U.S. Battleships in Hampton Roads, 1918: A Four Scene Storyboard
Included in the museum's collection are these four postcards shown below. The postcards show a U.S. battle fleet at anchor in Hampton Roads, seen from the perfectly manicured grass of Fortress Monroe. The artist drew all four postcards from the same vantage point. The fleet is depicted during four different times of the day: noon, afternoon, midnight, and early morning. At first glance, the images look the same. This would imply its publisher, the Asheville Postcard Company, was lazy and simply touched up one image. There are, however, subtle differences. Ships move in and out of the harbor, implying four unique drawings.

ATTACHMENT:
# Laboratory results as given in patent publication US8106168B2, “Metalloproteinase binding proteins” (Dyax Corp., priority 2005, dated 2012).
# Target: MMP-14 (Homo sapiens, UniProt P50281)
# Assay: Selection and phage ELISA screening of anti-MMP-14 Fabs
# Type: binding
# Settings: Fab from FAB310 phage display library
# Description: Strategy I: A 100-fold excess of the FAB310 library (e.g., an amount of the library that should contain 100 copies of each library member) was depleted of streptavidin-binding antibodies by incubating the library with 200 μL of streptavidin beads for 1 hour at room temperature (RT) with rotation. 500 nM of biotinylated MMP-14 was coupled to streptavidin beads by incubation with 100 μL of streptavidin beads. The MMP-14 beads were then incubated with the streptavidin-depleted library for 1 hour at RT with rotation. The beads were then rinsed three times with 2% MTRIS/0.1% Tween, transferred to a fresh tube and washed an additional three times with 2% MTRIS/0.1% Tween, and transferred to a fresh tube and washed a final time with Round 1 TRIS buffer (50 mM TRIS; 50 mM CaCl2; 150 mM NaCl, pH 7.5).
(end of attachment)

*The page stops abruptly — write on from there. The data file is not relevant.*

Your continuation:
Acknowledging the fact that the battleships are painted in a wartime (slate grey) paint scheme, the ships anchored in the harbor suggests the postcard's year is 1918. During that year, the Navy mobilized and deployed to Hampton Roads. Context clues give us some indication which specific ships the author was painting. The battleship in the middle (in front of the lighthouse) is believed to be USS Wyoming (BB-32). Other ships in the picture appear to be an older type of armored cruiser (a Pennsylvania-class armored cruiser). Three "pre-dreadnought" battleships, such as USS New Jersey (BB-16) are also included in the images. Several of these "Great White Fleet"-era warships, like New Jersey, were utilized for convoy escort, training, and harbor defense duty. If this is the case, this would not be the "U.S. Battleship Fleet" noted by the cards. Rather, it would likely be a reserve squadron or one attached to the Naval Overseas Transport Service.